2017 Chain Reaction Challenge NSW – Day 4 Blog
28 March 2017 Chain Reaction
“Open the door.” “Opening the door.” “Close the door.” “Door closed.” “Mechanical.” “What, Johnny?” “Flat. Keep going. He’ll get back on OK.” “Copy that.”
“[insert name here] double cramping. He looks totally cooked.” “Put him in the van.”
“Mud slip on the descent, roads wet, take it easy riders”
Whilst our objective on a Chain Reaction ride is to raise some serious dollars to help support kids in need, whilst pushing the physical boundaries, our priority is rider safety and welfare. This is only made possible by our outstanding crew, without them, we would just be a bunch of blokes and girls with fancy bikes standing around in colourful lycra wondering what to do next.
Today was a typical Chain day: 158 kms down the west coast from Pauanui to Tauranga, with about 2,000 vertical metres of climbing. That equates to about 7 hours on the road, and 6 hours riding the bike. For the riders, that means warming up for the first hour or so, keeping the peloton tight as it streams along the flats, tapping it up the hills (some doing it a lot easier than others), flying down the descents, keeping food and fluids up, staying upright, warding off the cramps, and pacing themselves so they don’t crack before the day’s ride is over. Despite the fact rider speeds vary from 8kmh to well over 80kmh over the course of the day, depending on the terrain, as a rider you try to keep things super steady, avoiding unnecessary exertion, knowing you’ll need all you’ve got in the tank for the rest of the day’s climbing or heat or rain or wind.
Around all of this controlled commotion, the crew moves in a myriad of mysterious ways, much more “stop, start” than the riders: blocking, corralling and marshalling the traffic to keep the riders safe; ensuring there is enough water, electrolyte, bananas, and sunscreen at the drinks stops; our massage therapists, physiotherapist and medic kneading and pulling at weary and tight legs, backs and necks, releasing knots here, dispensing medication there. There’s Johnny (our bike mechanic) truing wheels and tightening cables, while Tim (Ride Director) frets over road conditions, Gab (Off-Bike Director), ensuring the best wraps in town are ready to be swallowed and our bags are ready to go straight into our rooms as we roll in to town for the night. Cindy (medic) applies gauze and antiseptic to a recently gravelled knee or elbow, or hands out the Imodium and Nurofen to ease weary bodies.
At the end of each day, when we roll in to our accommodation for the night, the riders’ work for the day substantially done, the crew goes into turbo mode: the massage tables pop up, the riders’ dirty kit gets hauled to the laundry, the bike mechs get busy, Cori, Veeral and Ryan (Chain’s marketing, photographic and videographic brains trust) attend to media stuff and edit and upload the day’s pics and vids. The crew are last to bed and first up, well before the dawn, making sure the riders are ready for the day’s ride. So take a bow crew, it’s because of you that Chain Reaction is…. well Chain Reaction!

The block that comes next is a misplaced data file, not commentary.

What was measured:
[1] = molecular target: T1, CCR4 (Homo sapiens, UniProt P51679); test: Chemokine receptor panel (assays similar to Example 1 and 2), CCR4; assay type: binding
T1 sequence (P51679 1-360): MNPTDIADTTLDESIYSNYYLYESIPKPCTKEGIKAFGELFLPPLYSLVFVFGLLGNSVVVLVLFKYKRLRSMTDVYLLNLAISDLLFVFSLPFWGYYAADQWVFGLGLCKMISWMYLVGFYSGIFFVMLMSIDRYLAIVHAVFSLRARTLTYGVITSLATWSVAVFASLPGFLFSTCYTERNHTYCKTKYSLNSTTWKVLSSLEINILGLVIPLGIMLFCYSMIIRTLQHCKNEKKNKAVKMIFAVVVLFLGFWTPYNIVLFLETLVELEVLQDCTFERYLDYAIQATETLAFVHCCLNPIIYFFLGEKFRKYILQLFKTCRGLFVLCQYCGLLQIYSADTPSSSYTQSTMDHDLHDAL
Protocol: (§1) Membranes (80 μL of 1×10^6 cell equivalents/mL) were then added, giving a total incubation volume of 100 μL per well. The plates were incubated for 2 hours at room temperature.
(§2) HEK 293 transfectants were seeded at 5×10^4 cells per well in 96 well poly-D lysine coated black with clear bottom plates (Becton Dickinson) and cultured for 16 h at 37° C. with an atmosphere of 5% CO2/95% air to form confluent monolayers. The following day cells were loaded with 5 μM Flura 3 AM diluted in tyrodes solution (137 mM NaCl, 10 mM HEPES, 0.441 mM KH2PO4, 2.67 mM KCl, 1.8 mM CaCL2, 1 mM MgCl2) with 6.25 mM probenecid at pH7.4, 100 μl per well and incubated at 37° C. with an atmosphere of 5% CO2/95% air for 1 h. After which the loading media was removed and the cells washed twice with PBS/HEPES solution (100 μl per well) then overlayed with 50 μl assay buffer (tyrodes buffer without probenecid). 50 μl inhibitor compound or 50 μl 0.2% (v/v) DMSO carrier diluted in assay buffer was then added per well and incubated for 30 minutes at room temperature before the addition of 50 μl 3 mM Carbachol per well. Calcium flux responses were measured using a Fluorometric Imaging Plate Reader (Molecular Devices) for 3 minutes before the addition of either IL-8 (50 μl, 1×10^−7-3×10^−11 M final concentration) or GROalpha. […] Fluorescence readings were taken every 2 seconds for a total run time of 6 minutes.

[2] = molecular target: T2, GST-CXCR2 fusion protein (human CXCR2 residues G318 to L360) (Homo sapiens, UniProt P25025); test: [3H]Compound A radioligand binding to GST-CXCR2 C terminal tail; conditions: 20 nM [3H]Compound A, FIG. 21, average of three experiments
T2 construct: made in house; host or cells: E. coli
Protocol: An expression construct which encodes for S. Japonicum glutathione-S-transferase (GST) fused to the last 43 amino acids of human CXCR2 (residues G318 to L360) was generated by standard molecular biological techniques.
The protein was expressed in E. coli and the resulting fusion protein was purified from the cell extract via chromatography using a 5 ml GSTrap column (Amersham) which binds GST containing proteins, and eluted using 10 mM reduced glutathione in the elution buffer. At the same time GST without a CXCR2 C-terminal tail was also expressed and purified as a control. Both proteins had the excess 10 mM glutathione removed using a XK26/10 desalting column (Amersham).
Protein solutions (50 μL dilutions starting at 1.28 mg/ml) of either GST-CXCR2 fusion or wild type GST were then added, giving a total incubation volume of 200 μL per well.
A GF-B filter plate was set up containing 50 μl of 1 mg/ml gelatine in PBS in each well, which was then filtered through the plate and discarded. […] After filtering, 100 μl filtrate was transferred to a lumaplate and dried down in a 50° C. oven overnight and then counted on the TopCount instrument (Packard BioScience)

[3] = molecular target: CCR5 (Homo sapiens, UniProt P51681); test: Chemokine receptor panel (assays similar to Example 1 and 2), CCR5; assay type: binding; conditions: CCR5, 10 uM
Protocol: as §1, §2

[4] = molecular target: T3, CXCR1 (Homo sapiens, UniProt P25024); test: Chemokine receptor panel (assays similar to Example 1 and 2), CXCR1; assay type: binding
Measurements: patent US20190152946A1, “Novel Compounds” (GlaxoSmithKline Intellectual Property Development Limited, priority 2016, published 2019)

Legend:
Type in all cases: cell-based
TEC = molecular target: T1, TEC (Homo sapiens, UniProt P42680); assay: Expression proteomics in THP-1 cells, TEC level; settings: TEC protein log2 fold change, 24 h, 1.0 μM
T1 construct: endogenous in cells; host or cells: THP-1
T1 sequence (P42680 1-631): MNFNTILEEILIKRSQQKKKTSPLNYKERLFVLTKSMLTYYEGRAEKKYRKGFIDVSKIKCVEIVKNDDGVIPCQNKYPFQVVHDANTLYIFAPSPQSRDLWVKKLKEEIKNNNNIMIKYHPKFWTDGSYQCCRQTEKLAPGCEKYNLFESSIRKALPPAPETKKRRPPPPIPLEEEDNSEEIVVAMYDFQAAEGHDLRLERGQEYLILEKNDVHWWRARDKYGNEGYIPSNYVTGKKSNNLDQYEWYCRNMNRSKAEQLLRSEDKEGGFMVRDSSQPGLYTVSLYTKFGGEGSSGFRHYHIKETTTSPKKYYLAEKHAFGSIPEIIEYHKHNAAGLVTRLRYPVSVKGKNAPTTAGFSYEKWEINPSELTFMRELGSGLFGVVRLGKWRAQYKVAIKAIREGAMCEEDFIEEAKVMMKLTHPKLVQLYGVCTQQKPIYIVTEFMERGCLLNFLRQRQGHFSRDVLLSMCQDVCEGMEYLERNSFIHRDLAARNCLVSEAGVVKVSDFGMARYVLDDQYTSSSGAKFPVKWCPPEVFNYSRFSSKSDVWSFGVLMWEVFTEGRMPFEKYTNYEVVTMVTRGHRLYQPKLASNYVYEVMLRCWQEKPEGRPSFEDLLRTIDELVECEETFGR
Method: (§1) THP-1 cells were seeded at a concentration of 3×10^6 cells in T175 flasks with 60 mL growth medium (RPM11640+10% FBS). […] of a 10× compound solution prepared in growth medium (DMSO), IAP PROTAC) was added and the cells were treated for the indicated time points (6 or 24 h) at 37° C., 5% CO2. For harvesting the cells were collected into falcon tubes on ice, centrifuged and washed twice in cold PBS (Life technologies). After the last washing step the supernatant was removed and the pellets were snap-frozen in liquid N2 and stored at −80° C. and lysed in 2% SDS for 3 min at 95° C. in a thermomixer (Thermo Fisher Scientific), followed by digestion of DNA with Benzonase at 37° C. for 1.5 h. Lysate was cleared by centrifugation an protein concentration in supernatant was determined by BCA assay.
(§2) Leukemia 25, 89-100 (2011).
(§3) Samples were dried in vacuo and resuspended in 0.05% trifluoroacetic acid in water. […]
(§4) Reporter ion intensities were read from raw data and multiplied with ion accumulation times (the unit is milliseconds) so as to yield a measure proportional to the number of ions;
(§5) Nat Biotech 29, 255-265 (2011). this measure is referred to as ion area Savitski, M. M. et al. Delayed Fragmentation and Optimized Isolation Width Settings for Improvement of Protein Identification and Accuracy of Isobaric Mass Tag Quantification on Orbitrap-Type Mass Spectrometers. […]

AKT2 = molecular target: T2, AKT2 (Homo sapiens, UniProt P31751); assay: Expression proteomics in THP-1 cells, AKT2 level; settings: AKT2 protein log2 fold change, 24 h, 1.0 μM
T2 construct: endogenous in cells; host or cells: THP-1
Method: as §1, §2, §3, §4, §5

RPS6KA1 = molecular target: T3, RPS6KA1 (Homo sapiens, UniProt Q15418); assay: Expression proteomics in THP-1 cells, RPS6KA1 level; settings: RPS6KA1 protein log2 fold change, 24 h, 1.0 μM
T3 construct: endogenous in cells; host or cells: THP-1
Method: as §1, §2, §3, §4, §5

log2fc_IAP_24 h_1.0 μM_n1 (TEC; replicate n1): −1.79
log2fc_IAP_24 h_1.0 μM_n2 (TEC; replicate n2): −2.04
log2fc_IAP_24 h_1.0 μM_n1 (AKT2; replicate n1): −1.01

So to today’s ride.
We rolled out of Pauanui at 7.30 led by last night’s jersey winners;
- White – Warwick Gard when he is not in lycra is the senior partner in EY’s assurance business and it turns out that “Wazz” is also a gifted on tour weather forecaster.
- Green – Duncan Glendinning is one of our Clydesdales. He has to graft every meter on an incline but loves to sprint down the other side of a rise.
- Polka Dot – Ange Ritchie loves a chat in the bunch and is proving to be a fierce competitor in the hills
- Black Mercedes – Charles Moore is a typical domestique for the bunch
- Yellow – Victor Gaspar is a Chain Reaction stalwart and has facilitated the introduction of the Chifley Tower Highriders competition, which raises serious dollars and sponsors two riders to join the bunch – Chapeau Victor.
The route felt neither flat nor straight at any point today with rolling hills and winding roads through once again postcard country. The morning was characterized by thick rainforest and mist laden hilltops with the occasional ocean view before hit the coast to refuel on the beach at Waihi Beach.
Having already vanquished two climbs the bunch road steadily for an hour after lunch before our ride director once again moved the car ahead and the bunch was free to work at its own pace. Up and up just when you thought you had reached the summit over the next rise or corner it cruelly rose again. Fortunately, we were again in “Heidi” green hills to distract the brain and body from the emerging aches.
More rolling hills followed as we “warmed down” into Tauranga our home for tonight.
Hump day (the middle day of the stage ride) has been dealt with, bodies are getting weary and we are all thankful for our support crew.
Ride Time: 5hrs 58min